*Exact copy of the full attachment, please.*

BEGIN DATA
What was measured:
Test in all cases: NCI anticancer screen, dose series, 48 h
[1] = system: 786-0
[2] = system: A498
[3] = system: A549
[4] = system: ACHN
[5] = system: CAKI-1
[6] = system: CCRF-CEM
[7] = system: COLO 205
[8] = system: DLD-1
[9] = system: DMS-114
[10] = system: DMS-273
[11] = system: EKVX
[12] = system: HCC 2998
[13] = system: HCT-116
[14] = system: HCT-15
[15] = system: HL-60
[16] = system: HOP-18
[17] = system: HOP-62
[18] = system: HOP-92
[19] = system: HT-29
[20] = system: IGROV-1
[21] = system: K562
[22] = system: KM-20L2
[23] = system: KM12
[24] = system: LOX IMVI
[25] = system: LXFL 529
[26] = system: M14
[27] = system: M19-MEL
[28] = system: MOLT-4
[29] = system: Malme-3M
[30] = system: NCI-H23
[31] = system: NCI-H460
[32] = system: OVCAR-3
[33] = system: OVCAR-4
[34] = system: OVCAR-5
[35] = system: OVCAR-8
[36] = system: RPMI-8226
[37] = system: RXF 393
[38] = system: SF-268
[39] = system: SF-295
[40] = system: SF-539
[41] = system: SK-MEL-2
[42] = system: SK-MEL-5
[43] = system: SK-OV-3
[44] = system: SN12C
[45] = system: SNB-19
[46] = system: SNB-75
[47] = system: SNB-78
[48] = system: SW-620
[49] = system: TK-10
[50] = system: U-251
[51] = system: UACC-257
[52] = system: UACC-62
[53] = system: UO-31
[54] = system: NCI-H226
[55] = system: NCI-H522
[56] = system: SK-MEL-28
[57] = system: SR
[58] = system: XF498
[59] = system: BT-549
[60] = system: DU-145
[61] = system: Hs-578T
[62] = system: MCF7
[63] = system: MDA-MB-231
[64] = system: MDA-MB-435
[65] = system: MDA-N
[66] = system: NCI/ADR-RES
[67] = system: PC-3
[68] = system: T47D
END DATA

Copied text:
What was measured:
Test in all cases: NCI anticancer screen, dose series, 48 h
[1] = system: 786-0
[2] = system: A498
[3] = system: A549
[4] = system: ACHN
[5] = system: CAKI-1
[6] = system: CCRF-CEM
[7] = system: COLO 205
[8] = system: DLD-1
[9] = system: DMS-114
[10] = system: DMS-273
[11] = system: EKVX
[12] = system: HCC 2998
[13] = system: HCT-116
[14] = system: HCT-15
[15] = system: HL-60
[16] = system: HOP-18
[17] = system: HOP-62
[18] = system: HOP-92
[19] = system: HT-29
[20] = system: IGROV-1
[21] = system: K562
[22] = system: KM-20L2
[23] = system: KM12
[24] = system: LOX IMVI
[25] = system: LXFL 529
[26] = system: M14
[27] = system: M19-MEL
[28] = system: MOLT-4
[29] = system: Malme-3M
[30] = system: NCI-H23
[31] = system: NCI-H460
[32] = system: OVCAR-3
[33] = system: OVCAR-4
[34] = system: OVCAR-5
[35] = system: OVCAR-8
[36] = system: RPMI-8226
[37] = system: RXF 393
[38] = system: SF-268
[39] = system: SF-295
[40] = system: SF-539
[41] = system: SK-MEL-2
[42] = system: SK-MEL-5
[43] = system: SK-OV-3
[44] = system: SN12C
[45] = system: SNB-19
[46] = system: SNB-75
[47] = system: SNB-78
[48] = system: SW-620
[49] = system: TK-10
[50] = system: U-251
[51] = system: UACC-257
[52] = system: UACC-62
[53] = system: UO-31
[54] = system: NCI-H226
[55] = system: NCI-H522
[56] = system: SK-MEL-28
[57] = system: SR
[58] = system: XF498
[59] = system: BT-549
[60] = system: DU-145
[61] = system: Hs-578T
[62] = system: MCF7
[63] = system: MDA-MB-231
[64] = system: MDA-MB-435
[65] = system: MDA-N
[66] = system: NCI/ADR-RES
[67] = system: PC-3
[68] = system: T47D